Foreign Affairs

Election Final results, Political Reforms & The Process Of Reconciliation

By Dinesh D. Dodamgoda &#8211

Dinesh Dodamgoda

Dinesh Dodamgoda

The recently concluded Parliamentary Election has designed a ‘kind of hostile politics of the enemy-friend bi-polarity’ in terms of intended political reforms and the proposed reconciliation agenda of the new government. An evaluation of the election outcomes would show that a tiny over 50% of voters are for reforms and a small much less than 50% of voters are against reforms. What does this imply in terms of bringing intended political reforms into reality and implementing a reconciliation approach effectively?

It is evident from election results that there can be a significant ideological resistance to political reforms and to the proposed reconciliation agenda by virtually half of the population that voted for former President Mahinda Rajapaksa led United People’s Freedom Alliance (UPFA). There is no doubt, former President Rajapaksa is the reputable, symbolic leader of the anti-reformist / reconciliation agenda. Nonetheless, one particular could argue that President Maithripala Sirisena and former President Chandrika Kumaratunga need to be able to win the symbolic leadership position of the anti-reformist / reconciliation population by gaining and securing power in the Sri Lanka Freedom Party (SLFP) Central Committee as properly as in the UPFA Executive Committee. In my opinion, though Sirisena-CBK group could gain ‘majority’ seats in these bodies, they will not be capable to obtain ‘legitimacy’ so simply. For that reason, ideological resistance to reforms and to the reconciliation agenda by former President Rajapaksa led population will remain as a serious obstacle. Furthermore, former President Rajapaksa led group’s resistance to political reforms and to the reconciliation agenda will reinforce the group’s political survival as properly. Hence, the stated obstruction is strategically crucial in terms of the group’s survival and, for that reason, the obstruction is almost inevitable.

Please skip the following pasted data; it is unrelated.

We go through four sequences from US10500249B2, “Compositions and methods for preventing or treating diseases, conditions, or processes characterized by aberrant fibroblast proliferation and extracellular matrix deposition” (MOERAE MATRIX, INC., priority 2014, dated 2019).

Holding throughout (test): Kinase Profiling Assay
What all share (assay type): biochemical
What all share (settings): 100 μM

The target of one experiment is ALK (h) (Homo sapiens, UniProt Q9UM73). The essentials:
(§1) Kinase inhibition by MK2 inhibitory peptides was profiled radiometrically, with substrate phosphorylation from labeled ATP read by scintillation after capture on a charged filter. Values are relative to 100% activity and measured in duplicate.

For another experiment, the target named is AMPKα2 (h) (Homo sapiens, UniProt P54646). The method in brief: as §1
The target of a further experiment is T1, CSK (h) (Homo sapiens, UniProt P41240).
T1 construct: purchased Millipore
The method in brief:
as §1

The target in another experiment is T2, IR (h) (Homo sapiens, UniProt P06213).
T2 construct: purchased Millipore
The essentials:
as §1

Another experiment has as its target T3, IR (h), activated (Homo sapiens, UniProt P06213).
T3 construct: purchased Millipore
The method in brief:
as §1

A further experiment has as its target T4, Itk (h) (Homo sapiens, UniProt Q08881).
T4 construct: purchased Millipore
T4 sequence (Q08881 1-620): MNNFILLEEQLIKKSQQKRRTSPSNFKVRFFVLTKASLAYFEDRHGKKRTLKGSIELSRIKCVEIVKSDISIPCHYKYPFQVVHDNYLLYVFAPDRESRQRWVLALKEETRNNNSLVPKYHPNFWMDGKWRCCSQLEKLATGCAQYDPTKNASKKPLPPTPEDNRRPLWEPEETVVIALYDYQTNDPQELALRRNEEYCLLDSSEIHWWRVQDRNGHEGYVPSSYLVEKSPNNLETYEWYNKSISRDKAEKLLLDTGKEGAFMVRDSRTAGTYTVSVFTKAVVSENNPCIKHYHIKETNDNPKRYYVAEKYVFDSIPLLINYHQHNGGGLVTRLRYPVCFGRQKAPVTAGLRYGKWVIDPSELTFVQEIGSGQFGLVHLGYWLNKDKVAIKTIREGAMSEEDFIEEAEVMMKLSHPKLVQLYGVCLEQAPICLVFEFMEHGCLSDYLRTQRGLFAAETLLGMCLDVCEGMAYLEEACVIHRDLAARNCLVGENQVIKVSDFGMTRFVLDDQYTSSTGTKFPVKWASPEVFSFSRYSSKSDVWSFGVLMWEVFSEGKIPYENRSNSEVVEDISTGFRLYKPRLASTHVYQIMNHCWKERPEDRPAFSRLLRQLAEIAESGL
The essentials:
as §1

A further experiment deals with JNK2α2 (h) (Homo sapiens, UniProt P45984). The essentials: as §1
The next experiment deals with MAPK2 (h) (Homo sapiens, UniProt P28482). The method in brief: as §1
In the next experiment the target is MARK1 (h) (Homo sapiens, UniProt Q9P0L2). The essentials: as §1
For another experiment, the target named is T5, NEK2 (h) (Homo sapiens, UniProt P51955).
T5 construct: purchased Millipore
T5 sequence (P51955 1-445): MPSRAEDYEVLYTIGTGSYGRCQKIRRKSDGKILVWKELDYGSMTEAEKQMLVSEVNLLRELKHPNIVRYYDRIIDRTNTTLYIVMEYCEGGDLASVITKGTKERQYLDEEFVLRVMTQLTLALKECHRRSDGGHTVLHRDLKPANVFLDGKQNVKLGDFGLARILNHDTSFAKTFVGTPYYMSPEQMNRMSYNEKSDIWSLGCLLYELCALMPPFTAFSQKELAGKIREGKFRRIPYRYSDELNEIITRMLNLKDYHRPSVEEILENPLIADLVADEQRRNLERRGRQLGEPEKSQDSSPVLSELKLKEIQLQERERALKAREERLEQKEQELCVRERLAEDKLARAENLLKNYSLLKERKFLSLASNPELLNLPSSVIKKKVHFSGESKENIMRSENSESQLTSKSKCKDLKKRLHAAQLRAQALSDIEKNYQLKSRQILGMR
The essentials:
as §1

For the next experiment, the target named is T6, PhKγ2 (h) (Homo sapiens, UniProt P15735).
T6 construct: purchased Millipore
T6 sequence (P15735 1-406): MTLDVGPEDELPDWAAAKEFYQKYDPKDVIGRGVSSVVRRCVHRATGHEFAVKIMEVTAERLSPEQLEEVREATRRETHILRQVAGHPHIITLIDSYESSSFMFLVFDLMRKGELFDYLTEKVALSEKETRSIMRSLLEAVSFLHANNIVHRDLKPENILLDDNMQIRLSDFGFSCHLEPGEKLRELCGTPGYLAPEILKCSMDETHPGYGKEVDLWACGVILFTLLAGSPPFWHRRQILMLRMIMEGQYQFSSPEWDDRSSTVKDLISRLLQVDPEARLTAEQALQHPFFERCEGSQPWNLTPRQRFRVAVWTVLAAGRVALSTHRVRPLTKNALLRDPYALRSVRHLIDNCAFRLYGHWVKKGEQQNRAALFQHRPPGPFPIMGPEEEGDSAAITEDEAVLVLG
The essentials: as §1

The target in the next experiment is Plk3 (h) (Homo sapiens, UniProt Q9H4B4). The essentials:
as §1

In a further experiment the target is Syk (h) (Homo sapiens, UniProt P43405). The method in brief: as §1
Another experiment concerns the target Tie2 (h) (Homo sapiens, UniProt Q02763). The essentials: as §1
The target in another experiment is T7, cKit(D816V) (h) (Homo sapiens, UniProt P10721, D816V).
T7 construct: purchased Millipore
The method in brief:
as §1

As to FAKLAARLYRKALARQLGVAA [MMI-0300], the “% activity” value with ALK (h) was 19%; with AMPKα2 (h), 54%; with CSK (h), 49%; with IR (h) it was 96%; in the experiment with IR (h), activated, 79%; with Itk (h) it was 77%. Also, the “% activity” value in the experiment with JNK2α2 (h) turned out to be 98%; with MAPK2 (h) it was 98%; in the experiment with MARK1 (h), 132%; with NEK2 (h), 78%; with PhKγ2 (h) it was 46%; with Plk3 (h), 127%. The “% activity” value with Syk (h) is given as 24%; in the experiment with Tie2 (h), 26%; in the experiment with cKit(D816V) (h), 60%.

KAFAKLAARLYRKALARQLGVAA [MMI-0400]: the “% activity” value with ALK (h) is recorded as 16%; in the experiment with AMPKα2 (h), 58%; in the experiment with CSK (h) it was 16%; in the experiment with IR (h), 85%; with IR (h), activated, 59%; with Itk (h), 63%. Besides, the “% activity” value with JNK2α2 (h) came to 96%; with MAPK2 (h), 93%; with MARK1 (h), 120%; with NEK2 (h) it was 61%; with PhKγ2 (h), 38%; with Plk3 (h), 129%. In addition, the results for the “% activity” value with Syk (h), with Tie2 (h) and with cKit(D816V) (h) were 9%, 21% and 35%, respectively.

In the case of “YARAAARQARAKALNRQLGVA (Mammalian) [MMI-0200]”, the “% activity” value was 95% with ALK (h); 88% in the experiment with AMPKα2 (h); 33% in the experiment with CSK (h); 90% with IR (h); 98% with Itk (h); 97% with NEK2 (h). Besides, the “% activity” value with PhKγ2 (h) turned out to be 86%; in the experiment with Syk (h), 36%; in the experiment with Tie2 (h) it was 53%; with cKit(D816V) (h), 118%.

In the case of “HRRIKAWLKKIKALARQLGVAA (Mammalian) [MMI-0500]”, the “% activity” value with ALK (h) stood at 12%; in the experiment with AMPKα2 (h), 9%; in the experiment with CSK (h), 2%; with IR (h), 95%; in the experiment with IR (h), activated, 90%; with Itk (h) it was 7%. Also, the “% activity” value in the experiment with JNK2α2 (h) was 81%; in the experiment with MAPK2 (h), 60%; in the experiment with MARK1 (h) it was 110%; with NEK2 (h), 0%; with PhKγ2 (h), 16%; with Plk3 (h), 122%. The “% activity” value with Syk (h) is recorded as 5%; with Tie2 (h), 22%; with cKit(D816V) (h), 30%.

Maithri Ranil
In order to emphasise my argument, I would like to note that practically 95% of pro-President Sirisena candidates that contested from the UPFA list did not make it to Parliament as there was an internally orchestrated negative campaign against them by the pro-Rajapaksa group. Some of the pro-Sirisena candidates who got defeated had been effective figures in the last Parliament. Hence, the vote that the UPFA received in this election can be viewed as a pure pro-Rajapaksa vote in which Rajapaksa led group derives its political energy. The vote percentage that the group received is effectively more than 47% of the total voters. Therefore, bringing mere structural modifications to Celebration steering Committees to secure Sirisena-CBK majority will not help the group in gaining ‘legitimacy’ amongst the UPFA voters who are capable of disrupting the new government’s socio-political agenda.